But beyond protests or vigils, the question is, are there some concrete things that we might be able to do? I know that Eric Holder is reviewing what happened down there, but I think it’s important for people to have some clear expectations here. Traditionally, these are issues of state and local government — the criminal code. And law enforcement has traditionally done it at the state and local levels, not at the federal levels.That doesn’t mean, though, that as a nation, we can’t do some things that I think would be productive. So let me just give a couple of specifics that I’m still bouncing around with my staff so we’re not rolling out some five-point plan, but some areas where I think all of us could potentially focus.
Weird. Obama is clearly down-playing the notion that the federal government could prosecute Zimmerman for a hate crime. But, if that's the case, why doesn't he simply tell Eric Holder -- who works for him, after all -- not to hound Zimmerman any more? This is another instance where Obama acts as if people in his administration somehow aren't his responsibility... the IRS, the ATF, the NSA, the DOJ. Obama watches them along with us and shakes his head as if to say: I'm with you people... why doesn't someone do something about that darned federal government?
No. 1 precisely because law enforcement is often determined at the state and local level, I think it’d be productive for the Justice Department — governors, mayors to work with law enforcement about training at the state and local levels in order to reduce the kind of mistrust in the system that sometimes currently exists.
You know, when I was in Illinois I passed racial profiling legislation. And it actually did just two simple things. One, it collected data on traffic stops and the race of the person who was stopped. But the other thing was it resourced us training police departments across the state on how to think about potential racial bias and ways to further professionalize what they were doing
And initially, the police departments across the state were resistant, but actually they came to recognize that if it was done in a fair, straightforward way, that it would allow them to do their jobs better and communities would have more confidence in them and in turn be more helpful in applying the law. And obviously law enforcement’s got a very tough job.
So that’s one area where I think there are a lot of resources and best practices that could be brought to bear if state and local governments are receptive. And I think a lot of them would be. And — and let’s figure out other ways for us to push out that kind of training.
Again: weird. George Zimmerman is a private citizen. He was involved in a deadly confrontation with another citizen. How would "training" police departments about racial profiling have affected the encounter Zimmerman had with Trayvon Martin? It's a non sequitur.
Along the same lines, I think it would be useful for us to examine some state and local laws to see if it — if they are designed in such a way that they may encourage the kinds of altercations and confrontations and tragedies that we saw in the Florida case, rather than diffuse potential altercations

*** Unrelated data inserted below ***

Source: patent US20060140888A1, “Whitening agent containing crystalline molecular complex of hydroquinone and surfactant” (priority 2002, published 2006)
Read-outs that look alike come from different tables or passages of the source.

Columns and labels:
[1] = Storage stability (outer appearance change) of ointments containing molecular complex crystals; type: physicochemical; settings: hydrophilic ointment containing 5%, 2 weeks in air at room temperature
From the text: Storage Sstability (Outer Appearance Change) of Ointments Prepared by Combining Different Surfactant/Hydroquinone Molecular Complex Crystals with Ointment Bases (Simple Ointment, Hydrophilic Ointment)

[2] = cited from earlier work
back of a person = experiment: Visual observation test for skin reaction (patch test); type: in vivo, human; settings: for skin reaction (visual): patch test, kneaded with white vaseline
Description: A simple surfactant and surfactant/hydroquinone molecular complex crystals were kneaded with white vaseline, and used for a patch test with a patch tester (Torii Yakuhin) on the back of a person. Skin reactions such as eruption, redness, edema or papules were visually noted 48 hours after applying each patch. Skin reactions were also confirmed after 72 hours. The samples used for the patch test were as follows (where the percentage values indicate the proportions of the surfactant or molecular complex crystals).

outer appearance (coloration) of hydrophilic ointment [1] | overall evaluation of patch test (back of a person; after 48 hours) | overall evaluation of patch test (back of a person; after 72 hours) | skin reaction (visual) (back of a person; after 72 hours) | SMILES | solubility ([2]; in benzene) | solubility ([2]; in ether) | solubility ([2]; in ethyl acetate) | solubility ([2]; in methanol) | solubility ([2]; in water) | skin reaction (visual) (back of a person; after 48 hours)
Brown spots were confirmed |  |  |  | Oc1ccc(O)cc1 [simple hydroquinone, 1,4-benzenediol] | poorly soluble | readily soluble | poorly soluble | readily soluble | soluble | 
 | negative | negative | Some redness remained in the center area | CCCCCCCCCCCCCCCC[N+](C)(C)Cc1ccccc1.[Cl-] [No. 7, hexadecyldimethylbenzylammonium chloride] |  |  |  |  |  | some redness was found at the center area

I know that there’s been commentary about the fact that the “stand your ground” laws in Florida were not used as a defense in the case.
On the other hand, if we’re sending a message as a society in our communities that someone who is armed potentially has the right to use those firearms even if there’s a way for them to exit from a situation, is that really going to be contributing to the kind of peace and security and order that we’d like to see?
And for those who resist that idea that we should think about something like these “stand your ground” laws, I just ask people to consider if Trayvon Martin was of age and armed, could he have stood his ground on that sidewalk? And do we actually think that he would have been justified in shooting Mr. Zimmerman, who had followed him in a car, because he felt threatened?
Weirder still... first, and most obviously, even Obama admits that the "stand your ground" laws had nothing to do with the Zimmerman/Martin case. Zimmerman didn't claim to be absolved on the basis that he had a right to stand his ground; he claimed that he was defending himself when in fear for his life. The state could not prove to beyond a reasonable doubt that he wasn't defending himself; in reality, if you watched the trial, the defense basically proved that he was.
Second, how did Zimmerman have a "way to exit the situation"? According to the most credible testimony and the evidence of his injuries, Martin was on top of him banging his head on the concrete sidewalk after breaking his nose. What on earth is Obama talking about when he refers to a "way to exit"?
Finally, the unstated premise of Obama's point is that Zimmerman confronted Martin, not the other way around. But, again, where is the evidence that was the case? Where is the evidence that Martin would have reasonably have felt "threatened" by Zimmerman?
And if the answer to that question is at least ambiguous, it seems to me that we might want to examine those kinds of laws.
Pretty mushy thinking for a Harvard Law grad, methinks.